That said, there are numerous issues with this concept of peak oil. If, as anticipated, peak oil causes economic contraction in any way, our entire financial system will crash. The USA relies upon nontrivial annual GDP growth. Without this growth, 1929-1932 will soon begin to look like the Golden Age.
I think what people seem to focus on is how a depletion in oil will affect their own country and economy, when in actual fact, the situation affects all nations.
The funny thing is that what's given powerful nations their power, i.e. oil, has indirectly reduced their capacity for survival in the long term. We've been nursed by oil but it was only a temporary situation, nations that have a more flexible attitude to survival are the ones that are likely to come out on top - although definitions of being 'on top' are also likely to change.
Ben Bradley, interesting about the speculators. I knew Asia's sudden boom of cars and drivers have a lot to do with oil costs going up, as do new technology for oil-free electricity and power which is plentiful.
Regarding the peak, read Greg Palast's Armed Madhouse. There's a whole chapter on how the oil companies engineered the peak oil scare to - what else? - jack up prices to infinity. There may indeed be a peak but it's 50 years off at worst, and by then we will have a grassroots industry in oil free electricity. Any entrepreneurs working on it now - that don't get fined, sued and billed out of business, or killed by oil cartel thugs - will be very rich in 10-20 years, as we all get sick of paying $50 and up every other week to commute to our jobs.
... no, it's 50 years off at best, Mario.
And just out of interest, how is electricity going to help towards producing weedkillers and fertilizers that enable agriculture to provide food?
I worry more about other issues, like the Colony Collapse Disorder (web search it) that has caused bees to become ill, produce 25% less pollen, and caused a noticeably poor harvest across the board last year. No pollen, no plants. No plants, the ecosystem is REALLY in trouble. It may be cyclical, it may have something to do with pollution (*cough*climate change*cough*) or microwaves from our cellphone towers - again, I'm not a scientist. But these are interesting times.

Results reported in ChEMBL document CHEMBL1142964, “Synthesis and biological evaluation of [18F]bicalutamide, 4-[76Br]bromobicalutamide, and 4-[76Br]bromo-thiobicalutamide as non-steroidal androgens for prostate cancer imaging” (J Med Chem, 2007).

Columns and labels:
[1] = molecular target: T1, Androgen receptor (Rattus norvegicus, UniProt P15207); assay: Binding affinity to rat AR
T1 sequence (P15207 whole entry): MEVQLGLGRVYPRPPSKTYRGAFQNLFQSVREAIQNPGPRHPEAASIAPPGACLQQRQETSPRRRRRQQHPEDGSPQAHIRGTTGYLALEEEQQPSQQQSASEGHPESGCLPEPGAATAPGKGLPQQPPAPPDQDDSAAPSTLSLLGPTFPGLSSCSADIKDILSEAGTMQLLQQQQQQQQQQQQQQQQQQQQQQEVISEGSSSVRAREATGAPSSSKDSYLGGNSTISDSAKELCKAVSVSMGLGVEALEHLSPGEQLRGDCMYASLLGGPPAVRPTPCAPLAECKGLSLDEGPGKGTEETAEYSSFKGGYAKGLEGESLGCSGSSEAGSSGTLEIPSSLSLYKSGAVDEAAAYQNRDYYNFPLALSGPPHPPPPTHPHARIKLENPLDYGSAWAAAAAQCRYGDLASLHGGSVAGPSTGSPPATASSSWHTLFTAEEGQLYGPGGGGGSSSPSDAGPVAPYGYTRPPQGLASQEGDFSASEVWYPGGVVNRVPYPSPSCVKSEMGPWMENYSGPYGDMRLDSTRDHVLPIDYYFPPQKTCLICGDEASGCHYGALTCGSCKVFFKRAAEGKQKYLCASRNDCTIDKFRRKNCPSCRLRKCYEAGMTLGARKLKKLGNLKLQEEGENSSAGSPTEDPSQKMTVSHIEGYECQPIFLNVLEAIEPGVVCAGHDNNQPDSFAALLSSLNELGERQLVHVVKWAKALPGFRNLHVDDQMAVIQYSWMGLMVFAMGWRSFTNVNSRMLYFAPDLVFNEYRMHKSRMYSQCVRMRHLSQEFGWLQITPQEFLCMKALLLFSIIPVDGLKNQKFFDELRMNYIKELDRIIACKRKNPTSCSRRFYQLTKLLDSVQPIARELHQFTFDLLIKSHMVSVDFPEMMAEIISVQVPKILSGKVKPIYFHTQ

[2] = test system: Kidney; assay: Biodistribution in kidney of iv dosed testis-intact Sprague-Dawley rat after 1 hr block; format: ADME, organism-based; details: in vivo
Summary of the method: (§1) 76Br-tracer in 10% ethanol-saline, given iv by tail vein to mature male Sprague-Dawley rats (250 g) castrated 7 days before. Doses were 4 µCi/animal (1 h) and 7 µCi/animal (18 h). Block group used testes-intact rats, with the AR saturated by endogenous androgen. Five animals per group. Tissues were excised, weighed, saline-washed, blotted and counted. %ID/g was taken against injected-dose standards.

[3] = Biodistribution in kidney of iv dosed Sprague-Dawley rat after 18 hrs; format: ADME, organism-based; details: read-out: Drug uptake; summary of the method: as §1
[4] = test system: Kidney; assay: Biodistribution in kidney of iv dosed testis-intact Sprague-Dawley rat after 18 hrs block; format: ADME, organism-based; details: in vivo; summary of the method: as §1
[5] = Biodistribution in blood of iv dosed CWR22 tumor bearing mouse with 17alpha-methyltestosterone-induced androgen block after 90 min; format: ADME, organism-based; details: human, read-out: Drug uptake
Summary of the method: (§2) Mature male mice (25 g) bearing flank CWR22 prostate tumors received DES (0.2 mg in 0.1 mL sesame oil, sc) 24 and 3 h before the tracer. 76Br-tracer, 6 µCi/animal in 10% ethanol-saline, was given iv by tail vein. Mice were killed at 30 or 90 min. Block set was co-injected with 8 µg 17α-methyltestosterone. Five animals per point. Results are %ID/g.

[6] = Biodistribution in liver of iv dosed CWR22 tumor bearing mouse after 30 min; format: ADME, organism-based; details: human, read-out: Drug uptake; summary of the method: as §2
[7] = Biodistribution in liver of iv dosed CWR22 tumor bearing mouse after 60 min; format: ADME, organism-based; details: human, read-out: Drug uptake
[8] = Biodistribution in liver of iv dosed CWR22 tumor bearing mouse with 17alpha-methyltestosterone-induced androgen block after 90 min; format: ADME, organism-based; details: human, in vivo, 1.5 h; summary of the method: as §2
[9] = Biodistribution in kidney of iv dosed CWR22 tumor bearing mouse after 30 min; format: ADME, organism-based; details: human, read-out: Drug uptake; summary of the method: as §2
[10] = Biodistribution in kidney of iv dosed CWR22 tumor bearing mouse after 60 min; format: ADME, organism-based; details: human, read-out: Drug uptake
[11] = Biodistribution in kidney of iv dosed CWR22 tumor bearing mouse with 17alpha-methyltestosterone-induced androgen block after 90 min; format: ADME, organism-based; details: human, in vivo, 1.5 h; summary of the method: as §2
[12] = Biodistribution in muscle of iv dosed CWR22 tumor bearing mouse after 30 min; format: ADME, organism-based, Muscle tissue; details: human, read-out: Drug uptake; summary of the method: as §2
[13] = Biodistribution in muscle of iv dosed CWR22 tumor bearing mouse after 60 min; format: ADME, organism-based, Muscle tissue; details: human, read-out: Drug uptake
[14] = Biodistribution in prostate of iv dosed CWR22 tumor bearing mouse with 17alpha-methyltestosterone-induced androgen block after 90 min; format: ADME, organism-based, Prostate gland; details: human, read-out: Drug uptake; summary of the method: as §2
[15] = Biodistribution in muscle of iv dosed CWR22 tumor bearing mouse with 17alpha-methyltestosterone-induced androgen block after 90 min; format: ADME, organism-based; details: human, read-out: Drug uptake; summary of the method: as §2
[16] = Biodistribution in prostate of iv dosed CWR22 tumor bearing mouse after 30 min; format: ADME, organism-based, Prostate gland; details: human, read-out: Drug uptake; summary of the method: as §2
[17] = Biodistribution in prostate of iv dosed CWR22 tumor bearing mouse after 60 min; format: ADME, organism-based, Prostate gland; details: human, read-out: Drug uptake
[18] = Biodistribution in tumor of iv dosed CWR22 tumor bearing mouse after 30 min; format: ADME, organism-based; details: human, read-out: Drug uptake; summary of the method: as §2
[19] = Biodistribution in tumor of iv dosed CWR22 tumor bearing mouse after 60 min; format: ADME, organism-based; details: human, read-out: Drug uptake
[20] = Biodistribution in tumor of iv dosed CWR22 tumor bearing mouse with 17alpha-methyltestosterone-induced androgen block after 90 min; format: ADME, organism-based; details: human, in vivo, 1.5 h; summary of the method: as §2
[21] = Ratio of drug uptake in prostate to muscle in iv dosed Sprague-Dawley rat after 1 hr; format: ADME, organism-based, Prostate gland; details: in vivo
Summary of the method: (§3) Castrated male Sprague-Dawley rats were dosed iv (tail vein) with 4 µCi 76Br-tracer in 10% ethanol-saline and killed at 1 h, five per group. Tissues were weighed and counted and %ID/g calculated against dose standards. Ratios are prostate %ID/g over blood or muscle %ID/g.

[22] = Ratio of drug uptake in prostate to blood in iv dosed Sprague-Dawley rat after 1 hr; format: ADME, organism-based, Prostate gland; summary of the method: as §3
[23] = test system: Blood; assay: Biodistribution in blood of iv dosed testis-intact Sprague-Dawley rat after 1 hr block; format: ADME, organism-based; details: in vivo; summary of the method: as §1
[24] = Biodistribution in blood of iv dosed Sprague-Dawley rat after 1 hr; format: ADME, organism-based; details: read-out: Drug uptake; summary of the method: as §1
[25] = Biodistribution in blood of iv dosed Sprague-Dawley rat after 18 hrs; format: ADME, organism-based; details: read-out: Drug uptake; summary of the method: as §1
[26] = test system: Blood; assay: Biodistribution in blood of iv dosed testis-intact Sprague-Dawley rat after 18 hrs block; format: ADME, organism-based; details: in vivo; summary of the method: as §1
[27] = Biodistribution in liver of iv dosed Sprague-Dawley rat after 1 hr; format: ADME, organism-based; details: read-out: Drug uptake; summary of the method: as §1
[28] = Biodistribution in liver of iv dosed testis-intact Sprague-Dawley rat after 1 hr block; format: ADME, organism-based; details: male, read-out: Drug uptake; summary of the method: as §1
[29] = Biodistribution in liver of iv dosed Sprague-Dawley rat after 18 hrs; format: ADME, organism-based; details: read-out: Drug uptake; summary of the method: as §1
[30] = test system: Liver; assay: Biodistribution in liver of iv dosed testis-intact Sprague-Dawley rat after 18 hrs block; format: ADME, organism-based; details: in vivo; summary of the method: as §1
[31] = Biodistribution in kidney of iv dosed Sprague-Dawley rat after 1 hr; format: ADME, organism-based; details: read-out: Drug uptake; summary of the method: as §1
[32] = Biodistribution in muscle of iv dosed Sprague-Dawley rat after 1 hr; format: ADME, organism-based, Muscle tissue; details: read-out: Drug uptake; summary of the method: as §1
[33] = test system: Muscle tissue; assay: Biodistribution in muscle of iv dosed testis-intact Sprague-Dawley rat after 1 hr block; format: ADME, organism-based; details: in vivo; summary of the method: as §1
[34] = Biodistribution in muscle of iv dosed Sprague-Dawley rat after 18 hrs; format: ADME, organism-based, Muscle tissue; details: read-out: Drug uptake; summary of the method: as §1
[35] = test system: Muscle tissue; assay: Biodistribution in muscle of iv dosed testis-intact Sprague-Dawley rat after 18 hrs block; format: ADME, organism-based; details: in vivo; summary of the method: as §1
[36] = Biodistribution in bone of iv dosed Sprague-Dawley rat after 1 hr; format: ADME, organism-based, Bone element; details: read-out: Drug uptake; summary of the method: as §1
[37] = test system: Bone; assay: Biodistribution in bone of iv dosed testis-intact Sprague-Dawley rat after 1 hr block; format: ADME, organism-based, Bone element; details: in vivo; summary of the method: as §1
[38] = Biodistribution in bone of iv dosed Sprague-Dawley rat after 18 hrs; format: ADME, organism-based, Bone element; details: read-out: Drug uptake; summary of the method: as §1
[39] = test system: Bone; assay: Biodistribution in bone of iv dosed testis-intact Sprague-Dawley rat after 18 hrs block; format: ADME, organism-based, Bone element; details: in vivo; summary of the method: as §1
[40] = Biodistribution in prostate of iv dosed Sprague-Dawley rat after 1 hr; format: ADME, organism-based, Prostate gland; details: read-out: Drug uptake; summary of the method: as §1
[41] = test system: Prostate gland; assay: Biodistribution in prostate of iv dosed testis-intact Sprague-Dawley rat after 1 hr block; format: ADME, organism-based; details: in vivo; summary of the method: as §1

I don't want to see honeybees go extinct, but if they do, something else will fill in. Something similar to this CCD issue has gone on before, in the '70s I think.
As for oil...it doesn't matter if we have enough in the ground to last a million years or not enough to get us through until tomorrow. It costs too much and that is a good thing. SUV sales are down, people are finally beginning to conserve in some areas. Not all, I know this.
A scientist on The History Channel said that we live like gods compared to our grandparents. That's true. We drove a thousand miles for pleasure, picked our vegetables from a well lit store, and thought of horses as show animals.
Some of our grandparents rode 30 miles all day just to get groceries of salt, sugar, flour, and a bit of something pretty for the kids. That was on their family horse. Vegetables were grown in the yard, now we waste our yards on grass. Conservation wasn't a buzz word because thrift was inate.
Now we have better science to give us streamlined niceties. I'm glad we have what we do today, but I won't mind a little bit of a return to the mindset of yesteryear.